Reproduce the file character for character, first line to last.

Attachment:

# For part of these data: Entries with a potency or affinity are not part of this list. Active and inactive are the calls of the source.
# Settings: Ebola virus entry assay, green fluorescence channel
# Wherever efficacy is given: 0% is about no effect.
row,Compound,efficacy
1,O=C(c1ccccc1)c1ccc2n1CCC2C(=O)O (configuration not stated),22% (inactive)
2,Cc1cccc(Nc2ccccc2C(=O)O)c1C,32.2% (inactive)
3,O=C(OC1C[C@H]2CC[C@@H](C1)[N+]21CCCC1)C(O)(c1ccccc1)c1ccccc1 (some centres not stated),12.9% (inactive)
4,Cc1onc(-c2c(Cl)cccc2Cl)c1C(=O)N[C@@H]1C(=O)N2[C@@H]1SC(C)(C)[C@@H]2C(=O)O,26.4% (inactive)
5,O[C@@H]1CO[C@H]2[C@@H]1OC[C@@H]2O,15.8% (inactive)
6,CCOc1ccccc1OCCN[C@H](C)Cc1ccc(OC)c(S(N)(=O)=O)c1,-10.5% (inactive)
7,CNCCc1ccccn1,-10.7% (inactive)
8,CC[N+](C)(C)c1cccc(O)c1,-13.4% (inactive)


# For part of these data: Entries with a potency or affinity are not part of this list. Active and inactive are the calls of the source.
# Settings: Ebola virus entry assay, green fluorescence channel
# Wherever efficacy is given: 0% is about no effect.
row,Compound,efficacy
1,O=C(c1ccccc1)c1ccc2n1CCC2C(=O)O (configuration not stated),22% (inactive)
2,Cc1cccc(Nc2ccccc2C(=O)O)c1C,32.2% (inactive)
3,O=C(OC1C[C@H]2CC[C@@H](C1)[N+]21CCCC1)C(O)(c1ccccc1)c1ccccc1 (some centres not stated),12.9% (inactive)
4,Cc1onc(-c2c(Cl)cccc2Cl)c1C(=O)N[C@@H]1C(=O)N2[C@@H]1SC(C)(C)[C@@H]2C(=O)O,26.4% (inactive)
5,O[C@@H]1CO[C@H]2[C@@H]1OC[C@@H]2O,15.8% (inactive)
6,CCOc1ccccc1OCCN[C@H](C)Cc1ccc(OC)c(S(N)(=O)=O)c1,-10.5% (inactive)
7,CNCCc1ccccn1,-10.7% (inactive)
8,CC[N+](C)(C)c1cccc(O)c1,-13.4% (inactive)